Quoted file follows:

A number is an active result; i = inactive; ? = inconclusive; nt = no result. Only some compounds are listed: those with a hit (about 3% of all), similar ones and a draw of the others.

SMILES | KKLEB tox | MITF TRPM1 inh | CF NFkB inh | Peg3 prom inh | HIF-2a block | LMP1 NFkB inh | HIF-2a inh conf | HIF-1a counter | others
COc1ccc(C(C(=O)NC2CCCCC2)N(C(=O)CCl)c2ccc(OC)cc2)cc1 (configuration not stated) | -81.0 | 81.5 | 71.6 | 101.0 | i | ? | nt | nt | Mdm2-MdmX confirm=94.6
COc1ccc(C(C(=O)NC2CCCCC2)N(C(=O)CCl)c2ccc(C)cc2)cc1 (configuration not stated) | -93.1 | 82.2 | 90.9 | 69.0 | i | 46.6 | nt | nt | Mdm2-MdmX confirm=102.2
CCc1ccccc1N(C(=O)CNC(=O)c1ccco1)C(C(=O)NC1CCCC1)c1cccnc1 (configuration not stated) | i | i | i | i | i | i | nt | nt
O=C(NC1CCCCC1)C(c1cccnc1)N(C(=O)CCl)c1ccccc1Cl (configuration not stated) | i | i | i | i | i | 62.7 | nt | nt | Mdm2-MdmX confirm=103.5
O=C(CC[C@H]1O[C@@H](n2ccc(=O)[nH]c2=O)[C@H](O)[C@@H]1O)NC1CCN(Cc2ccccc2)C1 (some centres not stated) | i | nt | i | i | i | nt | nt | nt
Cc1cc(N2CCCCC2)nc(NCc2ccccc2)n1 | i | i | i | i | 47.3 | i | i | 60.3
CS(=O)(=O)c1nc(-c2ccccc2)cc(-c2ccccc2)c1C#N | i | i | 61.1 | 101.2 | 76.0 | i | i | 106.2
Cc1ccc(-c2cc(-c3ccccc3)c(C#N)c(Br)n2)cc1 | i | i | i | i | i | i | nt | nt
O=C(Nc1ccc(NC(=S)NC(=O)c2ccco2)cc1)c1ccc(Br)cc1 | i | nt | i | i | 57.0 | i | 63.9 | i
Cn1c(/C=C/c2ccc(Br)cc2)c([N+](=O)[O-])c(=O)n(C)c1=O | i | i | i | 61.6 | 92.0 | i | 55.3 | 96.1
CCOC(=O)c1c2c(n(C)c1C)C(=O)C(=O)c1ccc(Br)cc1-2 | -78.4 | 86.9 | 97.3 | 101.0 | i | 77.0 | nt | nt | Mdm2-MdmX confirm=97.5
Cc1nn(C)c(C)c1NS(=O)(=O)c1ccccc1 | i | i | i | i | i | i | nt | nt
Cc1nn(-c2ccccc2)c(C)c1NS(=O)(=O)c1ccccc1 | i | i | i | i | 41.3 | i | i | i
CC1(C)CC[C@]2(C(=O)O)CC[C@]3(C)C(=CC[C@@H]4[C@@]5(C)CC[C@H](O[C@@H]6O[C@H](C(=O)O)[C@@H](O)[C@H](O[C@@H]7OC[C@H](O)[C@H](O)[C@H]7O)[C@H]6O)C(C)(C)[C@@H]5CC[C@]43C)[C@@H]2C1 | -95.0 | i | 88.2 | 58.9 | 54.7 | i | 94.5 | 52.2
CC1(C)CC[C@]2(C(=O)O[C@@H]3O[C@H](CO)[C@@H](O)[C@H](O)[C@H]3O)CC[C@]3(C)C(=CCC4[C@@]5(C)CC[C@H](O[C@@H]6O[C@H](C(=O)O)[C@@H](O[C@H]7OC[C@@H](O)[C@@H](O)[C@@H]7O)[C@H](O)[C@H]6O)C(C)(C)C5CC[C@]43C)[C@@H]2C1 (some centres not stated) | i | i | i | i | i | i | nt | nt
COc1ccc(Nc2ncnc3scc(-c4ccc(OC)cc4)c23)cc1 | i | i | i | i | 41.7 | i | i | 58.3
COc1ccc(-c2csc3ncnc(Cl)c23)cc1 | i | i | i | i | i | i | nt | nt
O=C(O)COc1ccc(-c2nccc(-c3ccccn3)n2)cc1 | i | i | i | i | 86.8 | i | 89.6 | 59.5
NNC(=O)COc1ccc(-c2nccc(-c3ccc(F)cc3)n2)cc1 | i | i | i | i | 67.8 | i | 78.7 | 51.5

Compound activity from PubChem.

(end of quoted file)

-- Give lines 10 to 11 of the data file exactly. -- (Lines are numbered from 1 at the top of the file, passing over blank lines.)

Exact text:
Cc1ccc(-c2cc(-c3ccccc3)c(C#N)c(Br)n2)cc1 | i | i | i | i | i | i | nt | nt
O=C(Nc1ccc(NC(=S)NC(=O)c2ccco2)cc1)c1ccc(Br)cc1 | i | nt | i | i | 57.0 | i | 63.9 | i